SME businesses in our region are the biggest employers and biggest tax contributors (source: ABS) and are the backbone of our economy. Over 80% of SME businesses use computer systems in some form to manage their business operations from book-keeping through to automated business equipment (ABS, 2009).
Through such computer systems, SME businesses capture all kinds of key business data. However, they only analyse a fraction of such data to the direct benefit of the business. Apart from generating the compliance data for the tax office and the stock standard Profit & Loss and Balance Sheet for the business, many SME business owners are oblivious to the potential of what stories their data systems could tell them.
So, why should SME business care about data mining? Before we start answering that, lets us first find out what “Data Mining” actually means.
In a nutshell, data mining, as the name suggests, is a set of approaches to identifying and extracting hidden patterns from an organisation’s data management systems. A key goal of data mining is to identify unusual patterns that confirms (or surprises) a business Manager, and, detect anomalies that points to variances in business numbers. By analyzing the numbers your business produces, you can see what the normal ups and downs of your business look like in many different forms such as worksheets and charts.
So what are the key benefits of Data Mining then? Suppose an organisation decides to “mine” its customer data, the immediate benefits that it can realise could be:
- Cross-selling opportunities at higher margins
- Improved customer satisfaction and retention
- Identifying best and most profitable clients
- Enhance company marketing and sales practices
If an organisation decides to “mine” its inventory data, the benefits could be:
- Improved forecasting of inventory requirements thereby reducing the value of stock held
- Pricing and profitability trends over a period leading to scheduling timely inventory purchase from suppliers at the right time
- Improved purchasing efficiency leading to reduced warehouse costs
- Supplier lock-in leading to better trade terms
By “listening” to what your business data is telling you, businesses can prepare early and take corrective actions where required or recognise business opportunities ahead of the competition and exploit the possibilities. Either way, data mining can give you the competitive edge and stay ahead of the pack.
So where do you start in your data mining journey?
Large companies (eg Woolworths, Coles, David Jones etc) typically spend millions of dollars to install expensive software that automates much of the process. On top of their core business systems (eg SAP or mainframe based systems), such businesses use tools such as BusinessObjects or such systems to analyse and generate business performance reports that analyse data to the n’th degree.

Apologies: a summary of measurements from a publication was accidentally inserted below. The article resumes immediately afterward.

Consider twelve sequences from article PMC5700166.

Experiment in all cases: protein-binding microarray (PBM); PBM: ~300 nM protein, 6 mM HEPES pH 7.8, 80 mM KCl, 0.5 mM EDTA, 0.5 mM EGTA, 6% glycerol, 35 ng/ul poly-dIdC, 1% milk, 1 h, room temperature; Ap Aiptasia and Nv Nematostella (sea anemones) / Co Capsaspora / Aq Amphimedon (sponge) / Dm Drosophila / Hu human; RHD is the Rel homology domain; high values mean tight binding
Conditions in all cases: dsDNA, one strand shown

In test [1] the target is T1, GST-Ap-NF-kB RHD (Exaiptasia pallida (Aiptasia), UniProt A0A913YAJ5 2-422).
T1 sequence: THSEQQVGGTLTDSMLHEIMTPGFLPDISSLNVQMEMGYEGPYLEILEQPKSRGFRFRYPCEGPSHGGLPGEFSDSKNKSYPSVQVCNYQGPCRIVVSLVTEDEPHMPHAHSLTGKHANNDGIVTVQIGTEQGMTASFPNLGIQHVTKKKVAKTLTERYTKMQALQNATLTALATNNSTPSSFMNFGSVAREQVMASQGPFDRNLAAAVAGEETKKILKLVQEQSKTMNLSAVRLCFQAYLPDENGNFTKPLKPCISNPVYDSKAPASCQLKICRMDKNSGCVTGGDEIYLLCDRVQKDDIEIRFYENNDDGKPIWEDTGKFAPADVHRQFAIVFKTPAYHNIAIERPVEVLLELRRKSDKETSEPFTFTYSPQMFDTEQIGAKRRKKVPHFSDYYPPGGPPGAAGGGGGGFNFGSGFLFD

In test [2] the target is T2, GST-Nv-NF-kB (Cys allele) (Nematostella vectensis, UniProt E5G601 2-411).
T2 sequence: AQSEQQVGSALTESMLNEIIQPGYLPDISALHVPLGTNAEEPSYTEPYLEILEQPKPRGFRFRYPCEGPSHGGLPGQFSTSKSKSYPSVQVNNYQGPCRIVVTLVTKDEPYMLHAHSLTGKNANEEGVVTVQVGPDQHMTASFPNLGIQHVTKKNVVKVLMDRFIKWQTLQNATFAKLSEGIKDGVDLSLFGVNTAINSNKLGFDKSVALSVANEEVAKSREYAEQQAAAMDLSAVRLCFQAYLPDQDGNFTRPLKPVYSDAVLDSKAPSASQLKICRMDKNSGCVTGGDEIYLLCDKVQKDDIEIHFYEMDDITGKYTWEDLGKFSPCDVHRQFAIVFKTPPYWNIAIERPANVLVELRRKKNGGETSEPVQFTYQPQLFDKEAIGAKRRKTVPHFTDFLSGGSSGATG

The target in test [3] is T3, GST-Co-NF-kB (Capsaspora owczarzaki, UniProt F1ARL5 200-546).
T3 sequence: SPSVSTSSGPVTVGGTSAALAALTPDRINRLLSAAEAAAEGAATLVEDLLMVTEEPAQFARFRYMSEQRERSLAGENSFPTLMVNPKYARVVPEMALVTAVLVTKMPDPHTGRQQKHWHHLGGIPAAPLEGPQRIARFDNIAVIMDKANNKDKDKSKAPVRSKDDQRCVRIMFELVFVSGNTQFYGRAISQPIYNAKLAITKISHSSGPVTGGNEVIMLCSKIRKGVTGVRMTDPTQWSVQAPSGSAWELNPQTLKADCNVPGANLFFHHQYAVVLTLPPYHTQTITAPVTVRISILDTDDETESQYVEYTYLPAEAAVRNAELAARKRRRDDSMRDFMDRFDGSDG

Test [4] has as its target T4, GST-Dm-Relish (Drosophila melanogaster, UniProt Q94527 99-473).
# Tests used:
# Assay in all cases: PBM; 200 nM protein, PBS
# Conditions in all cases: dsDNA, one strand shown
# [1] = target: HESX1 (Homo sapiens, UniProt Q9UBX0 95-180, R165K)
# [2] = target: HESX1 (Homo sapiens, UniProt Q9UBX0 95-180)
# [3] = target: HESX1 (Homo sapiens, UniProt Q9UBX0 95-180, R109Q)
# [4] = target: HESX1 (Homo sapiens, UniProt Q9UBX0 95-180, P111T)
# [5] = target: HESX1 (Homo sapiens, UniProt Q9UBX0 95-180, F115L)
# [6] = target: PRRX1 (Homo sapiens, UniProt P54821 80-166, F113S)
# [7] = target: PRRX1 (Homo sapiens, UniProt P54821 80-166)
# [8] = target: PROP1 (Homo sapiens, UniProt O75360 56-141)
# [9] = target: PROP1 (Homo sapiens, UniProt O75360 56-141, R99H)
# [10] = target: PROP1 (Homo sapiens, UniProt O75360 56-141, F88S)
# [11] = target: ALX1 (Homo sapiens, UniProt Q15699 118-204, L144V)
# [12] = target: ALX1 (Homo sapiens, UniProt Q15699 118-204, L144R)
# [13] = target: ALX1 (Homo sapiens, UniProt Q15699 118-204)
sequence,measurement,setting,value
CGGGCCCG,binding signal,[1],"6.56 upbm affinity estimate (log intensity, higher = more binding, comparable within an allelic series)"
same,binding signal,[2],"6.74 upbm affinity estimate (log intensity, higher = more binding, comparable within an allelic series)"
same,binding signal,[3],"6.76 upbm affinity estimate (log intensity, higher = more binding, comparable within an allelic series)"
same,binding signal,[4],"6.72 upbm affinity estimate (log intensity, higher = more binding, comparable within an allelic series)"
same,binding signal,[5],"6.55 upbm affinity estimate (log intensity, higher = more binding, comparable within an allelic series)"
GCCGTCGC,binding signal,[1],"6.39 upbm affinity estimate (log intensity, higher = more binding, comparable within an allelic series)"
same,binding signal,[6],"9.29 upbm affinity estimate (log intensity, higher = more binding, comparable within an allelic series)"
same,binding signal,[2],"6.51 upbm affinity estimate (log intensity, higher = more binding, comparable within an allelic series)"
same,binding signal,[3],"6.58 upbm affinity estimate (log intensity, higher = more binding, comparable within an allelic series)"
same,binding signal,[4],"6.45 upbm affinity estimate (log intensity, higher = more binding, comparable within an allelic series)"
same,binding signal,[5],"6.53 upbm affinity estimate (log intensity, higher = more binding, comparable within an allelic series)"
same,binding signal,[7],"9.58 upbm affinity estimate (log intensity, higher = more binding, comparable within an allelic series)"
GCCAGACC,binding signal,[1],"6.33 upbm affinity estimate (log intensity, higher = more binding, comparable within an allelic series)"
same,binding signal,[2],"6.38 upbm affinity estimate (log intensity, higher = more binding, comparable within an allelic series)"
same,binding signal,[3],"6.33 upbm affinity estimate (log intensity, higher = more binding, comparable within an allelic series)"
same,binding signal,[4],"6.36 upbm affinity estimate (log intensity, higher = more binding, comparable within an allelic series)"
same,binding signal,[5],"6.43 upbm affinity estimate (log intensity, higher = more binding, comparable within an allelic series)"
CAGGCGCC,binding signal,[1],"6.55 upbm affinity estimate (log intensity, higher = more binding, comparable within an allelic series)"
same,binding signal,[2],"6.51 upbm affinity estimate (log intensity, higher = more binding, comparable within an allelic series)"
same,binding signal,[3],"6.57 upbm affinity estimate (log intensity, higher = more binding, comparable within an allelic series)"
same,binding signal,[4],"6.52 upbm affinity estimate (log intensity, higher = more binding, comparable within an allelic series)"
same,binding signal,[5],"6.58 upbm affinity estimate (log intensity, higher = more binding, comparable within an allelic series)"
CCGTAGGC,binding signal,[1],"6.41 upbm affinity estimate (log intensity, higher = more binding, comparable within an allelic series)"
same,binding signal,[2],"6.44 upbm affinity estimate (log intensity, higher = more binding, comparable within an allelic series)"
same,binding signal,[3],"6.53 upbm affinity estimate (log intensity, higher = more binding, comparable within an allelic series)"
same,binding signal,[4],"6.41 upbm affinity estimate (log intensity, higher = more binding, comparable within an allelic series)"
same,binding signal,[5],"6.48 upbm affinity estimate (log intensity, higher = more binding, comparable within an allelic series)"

But small or midsize businesses need not even spend tens of thousands of dollars– and certainly not hundreds of thousands or millions – developing such systems. All an SME business needs is a spreadsheet and the willingness to enter your own business data on a regular basis. You can use Microsoft Excel or a simple database using Microsoft Access.
Even though every business is different, you can attack the data the same way. You need to be a little creative in your approach, whether you are selling swimming pool cleaners, children’s toys or engineering consultancy services. Your goal is to find typical and aberrational patterns in your sales and other data.
For SME businesses using systems such as MYOB, QuickBooks or such similar off-the-shelf systems, there are many providers of add-on solutions that allow you to mine your business data at a fraction of what it would cost a business owner to build the tools themselves.
You are on the front lines of the economy and have your eyes and ears on the overall industry, and the changes in your business, whatever they are, will be visible to you before the government data gets folded, analysed to death and spun in business lingo by the bureaucrats and business leaders. The main idea behind data mining is that your business might show stresses or improvement in the economy before the official data picks it up. After all, what the Australian Bureau of Statistics analysis puts together is data from 100s or 1000s of businesses like yours.
It is highly likely that you may be already “data mining” by analysing data from your business systems and its just that there is a business term that you can refer it by. Companies like Microsoft provide tools such as Microsoft Reporting Services based on their SQL Server system. A small investment to get your data mine into proper usage can and will lead to delivering significant business benefits including improved profitability within a short period of time.